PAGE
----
There are two primary ways to fine-tune bullet jump:
- Adjust Bullet Seating Depth: When handloading ammo, you can control how far the bullet must jump by adjusting bullet seating depth. However, when a reloader adjusts their seating depth to extend the bullet further out it increases the Cartridge Overall Length (COAL), which may prevent a loaded round from fitting inside your magazine. So, if feeding from a magazine is a priority, you could be limited on how close to the lands you can get.
- Adjust Chamber Freebore: Another way to get a bullet closer to the lands and stay within magazine length is to shorten the throat of a chamber. Instead of extending the bullet out of the case towards the rifling by adjusting seating depth, you effectively move the rifling closer to the bullet. The diagram above shows an area labeled as “Throat,” but that distance is also commonly referred to as freebore. Freebore is simply the distance between the neck and where the rifling starts. Let’s say for example that the SAAMI chamber for a particular cartridge calls for 0.180” of freebore. If we use a chamber reamer that only had 0.100” of freebore, that would effectively move the rifling back towards the bullet 0.080”. Okay, technically it isn’t “moving” the rifling – it just means the chamber reamer would leave more of the rifling close to the chamber.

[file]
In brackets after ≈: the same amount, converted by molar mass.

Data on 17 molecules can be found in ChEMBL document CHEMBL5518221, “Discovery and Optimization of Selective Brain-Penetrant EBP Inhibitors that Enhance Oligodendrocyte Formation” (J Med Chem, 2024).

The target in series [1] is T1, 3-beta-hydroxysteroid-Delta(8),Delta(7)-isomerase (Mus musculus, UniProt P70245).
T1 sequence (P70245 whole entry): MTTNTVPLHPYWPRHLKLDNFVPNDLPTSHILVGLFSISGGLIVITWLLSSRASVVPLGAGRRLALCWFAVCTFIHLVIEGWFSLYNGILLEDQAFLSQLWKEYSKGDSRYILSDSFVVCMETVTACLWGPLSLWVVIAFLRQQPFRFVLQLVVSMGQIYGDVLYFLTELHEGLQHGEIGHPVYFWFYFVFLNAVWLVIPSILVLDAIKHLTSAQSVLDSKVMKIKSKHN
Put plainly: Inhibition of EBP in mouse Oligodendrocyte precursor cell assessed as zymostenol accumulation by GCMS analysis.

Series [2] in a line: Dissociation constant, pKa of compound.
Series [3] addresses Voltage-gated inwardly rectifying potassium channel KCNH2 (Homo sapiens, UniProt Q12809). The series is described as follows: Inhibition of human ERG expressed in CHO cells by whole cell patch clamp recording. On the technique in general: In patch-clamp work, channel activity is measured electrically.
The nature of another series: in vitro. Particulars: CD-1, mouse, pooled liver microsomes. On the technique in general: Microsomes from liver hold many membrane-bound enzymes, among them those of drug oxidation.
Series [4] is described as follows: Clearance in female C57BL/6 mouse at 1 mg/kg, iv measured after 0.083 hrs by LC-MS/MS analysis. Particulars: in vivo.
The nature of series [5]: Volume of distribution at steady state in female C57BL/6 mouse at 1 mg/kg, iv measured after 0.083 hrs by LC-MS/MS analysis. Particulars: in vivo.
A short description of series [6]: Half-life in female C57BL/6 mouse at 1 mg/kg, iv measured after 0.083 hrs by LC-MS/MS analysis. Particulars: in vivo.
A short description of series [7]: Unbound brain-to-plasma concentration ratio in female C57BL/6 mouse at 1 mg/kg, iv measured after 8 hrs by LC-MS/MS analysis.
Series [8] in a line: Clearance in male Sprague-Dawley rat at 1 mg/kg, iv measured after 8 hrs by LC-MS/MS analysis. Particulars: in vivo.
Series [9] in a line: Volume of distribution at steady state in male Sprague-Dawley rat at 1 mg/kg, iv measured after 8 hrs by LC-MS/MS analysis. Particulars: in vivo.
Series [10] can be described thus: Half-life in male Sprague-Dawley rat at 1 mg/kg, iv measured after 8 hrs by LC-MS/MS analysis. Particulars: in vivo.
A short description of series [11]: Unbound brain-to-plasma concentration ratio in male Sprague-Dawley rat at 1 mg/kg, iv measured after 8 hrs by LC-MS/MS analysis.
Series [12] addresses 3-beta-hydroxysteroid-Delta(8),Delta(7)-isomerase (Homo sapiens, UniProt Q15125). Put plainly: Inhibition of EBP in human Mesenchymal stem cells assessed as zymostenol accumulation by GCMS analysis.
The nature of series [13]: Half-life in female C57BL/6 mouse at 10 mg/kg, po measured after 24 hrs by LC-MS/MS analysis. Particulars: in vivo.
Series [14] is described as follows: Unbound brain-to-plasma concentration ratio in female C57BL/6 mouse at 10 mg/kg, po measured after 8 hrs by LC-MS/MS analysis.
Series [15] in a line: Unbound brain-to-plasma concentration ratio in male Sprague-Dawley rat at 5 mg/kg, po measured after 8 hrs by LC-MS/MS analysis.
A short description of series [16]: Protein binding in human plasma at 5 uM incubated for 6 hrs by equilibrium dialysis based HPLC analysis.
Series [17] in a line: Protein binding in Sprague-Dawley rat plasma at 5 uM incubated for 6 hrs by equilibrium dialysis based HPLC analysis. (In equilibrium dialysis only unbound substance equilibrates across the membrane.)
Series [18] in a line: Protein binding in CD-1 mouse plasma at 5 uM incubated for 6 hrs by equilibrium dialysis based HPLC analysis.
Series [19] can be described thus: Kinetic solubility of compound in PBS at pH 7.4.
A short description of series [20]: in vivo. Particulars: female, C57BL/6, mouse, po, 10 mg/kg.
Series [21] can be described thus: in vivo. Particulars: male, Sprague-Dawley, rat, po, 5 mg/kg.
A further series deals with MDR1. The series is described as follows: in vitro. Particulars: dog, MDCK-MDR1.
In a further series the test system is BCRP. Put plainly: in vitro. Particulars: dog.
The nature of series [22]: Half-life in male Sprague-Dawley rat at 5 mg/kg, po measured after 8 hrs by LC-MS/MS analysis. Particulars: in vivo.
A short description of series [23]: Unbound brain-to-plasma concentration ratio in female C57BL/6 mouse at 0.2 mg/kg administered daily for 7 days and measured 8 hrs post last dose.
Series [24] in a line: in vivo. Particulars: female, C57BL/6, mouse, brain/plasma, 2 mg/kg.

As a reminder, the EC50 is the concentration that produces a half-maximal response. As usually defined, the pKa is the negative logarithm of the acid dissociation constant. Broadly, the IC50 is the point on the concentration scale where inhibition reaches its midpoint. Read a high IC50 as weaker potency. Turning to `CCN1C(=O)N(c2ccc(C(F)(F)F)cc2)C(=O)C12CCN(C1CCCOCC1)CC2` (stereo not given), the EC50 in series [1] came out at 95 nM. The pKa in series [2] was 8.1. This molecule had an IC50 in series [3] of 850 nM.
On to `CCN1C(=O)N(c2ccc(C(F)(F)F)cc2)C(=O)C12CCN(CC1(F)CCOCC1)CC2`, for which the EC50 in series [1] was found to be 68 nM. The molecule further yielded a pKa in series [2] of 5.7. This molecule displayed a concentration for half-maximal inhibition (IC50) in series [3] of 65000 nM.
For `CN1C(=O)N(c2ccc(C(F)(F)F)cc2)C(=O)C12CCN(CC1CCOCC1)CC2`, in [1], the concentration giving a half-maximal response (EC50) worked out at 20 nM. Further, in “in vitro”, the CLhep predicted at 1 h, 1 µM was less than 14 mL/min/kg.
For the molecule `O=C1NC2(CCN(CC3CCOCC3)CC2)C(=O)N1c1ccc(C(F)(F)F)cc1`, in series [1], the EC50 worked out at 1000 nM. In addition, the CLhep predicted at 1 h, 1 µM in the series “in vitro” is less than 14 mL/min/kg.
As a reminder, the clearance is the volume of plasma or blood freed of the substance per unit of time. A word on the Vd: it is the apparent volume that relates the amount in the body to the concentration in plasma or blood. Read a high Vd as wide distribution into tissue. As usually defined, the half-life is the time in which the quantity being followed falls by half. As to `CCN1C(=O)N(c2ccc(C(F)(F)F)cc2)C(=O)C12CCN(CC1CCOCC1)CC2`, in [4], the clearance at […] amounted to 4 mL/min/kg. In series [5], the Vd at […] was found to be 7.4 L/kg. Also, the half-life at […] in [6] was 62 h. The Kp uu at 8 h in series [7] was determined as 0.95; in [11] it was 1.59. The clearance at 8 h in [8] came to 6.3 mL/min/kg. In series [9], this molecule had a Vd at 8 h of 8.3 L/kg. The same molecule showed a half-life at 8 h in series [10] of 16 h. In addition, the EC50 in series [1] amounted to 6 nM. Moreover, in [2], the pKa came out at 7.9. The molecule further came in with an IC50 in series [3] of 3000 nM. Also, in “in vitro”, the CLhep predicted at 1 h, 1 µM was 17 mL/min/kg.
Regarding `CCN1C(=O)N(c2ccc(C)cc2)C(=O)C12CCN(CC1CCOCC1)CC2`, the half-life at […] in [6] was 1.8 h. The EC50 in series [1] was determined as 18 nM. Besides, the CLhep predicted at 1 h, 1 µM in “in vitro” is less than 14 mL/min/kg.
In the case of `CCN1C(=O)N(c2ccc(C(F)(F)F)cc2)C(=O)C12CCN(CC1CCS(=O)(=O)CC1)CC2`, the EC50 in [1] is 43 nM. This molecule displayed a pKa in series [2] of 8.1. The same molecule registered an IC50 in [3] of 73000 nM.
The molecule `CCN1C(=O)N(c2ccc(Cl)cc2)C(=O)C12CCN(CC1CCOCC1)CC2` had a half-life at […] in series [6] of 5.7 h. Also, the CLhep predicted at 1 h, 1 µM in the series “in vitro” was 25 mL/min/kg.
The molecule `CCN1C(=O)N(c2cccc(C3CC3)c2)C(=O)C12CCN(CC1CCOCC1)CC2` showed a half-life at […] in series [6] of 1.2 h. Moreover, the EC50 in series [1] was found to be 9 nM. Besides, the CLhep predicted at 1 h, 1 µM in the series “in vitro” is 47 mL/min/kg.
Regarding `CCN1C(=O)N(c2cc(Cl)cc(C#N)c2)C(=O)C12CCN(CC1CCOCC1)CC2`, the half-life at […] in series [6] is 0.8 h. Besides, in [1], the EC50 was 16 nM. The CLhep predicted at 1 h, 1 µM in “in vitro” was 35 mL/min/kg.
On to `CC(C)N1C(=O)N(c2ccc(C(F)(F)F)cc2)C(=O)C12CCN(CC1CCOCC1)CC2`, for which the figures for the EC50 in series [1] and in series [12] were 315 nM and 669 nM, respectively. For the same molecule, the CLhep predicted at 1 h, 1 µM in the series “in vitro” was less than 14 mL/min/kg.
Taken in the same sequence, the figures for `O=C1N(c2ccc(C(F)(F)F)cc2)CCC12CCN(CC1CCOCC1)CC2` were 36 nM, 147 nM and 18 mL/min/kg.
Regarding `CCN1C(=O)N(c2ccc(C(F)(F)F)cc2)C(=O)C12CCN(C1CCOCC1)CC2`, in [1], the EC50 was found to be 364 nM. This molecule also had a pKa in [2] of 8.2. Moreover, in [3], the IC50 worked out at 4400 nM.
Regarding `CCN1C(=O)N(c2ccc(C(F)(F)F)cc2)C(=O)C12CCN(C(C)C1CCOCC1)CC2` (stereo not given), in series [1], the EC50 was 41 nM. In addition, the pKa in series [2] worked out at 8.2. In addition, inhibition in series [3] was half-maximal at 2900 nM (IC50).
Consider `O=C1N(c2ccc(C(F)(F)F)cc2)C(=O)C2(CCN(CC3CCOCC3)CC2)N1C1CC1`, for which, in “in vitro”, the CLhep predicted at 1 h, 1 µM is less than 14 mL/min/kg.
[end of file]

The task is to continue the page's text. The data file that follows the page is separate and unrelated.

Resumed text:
What Every Gunsmith Wish You Knew
Some shooters obsess over freebore (including me at times), and occasionally insist on specific freebore dimension for their barrel, despite a gunsmith’s recommendations. A gunsmith who is brutally honest might say that is one of the most annoying parts of their job. I feel like I should say that out loud on behalf of all my gunsmith friends. And I admit I’ve been an offender at times, too. While freebore can be an important spec, one of the best pieces of advice I can give is this: Find a gunsmith who specializes in precision rifles and has a proven track record of satisfied customers, then tell them what your goals are and how you plan to use the rifle, and finally: trust their recommendations.
What Are Recommended Best Practices When It Comes to Bullet Jump?
“It’s pretty well accepted that the shorter the gap, the better, and a long-held, and for good reason, accuracy-enhancing tactic is nearly or completely eliminating jump. The longer the bullet is, and the ‘spikier’ its nosecone, the better it will perform moving toward the lands.” – Glen Zediker, Top-Grade AMMO (Published 2016)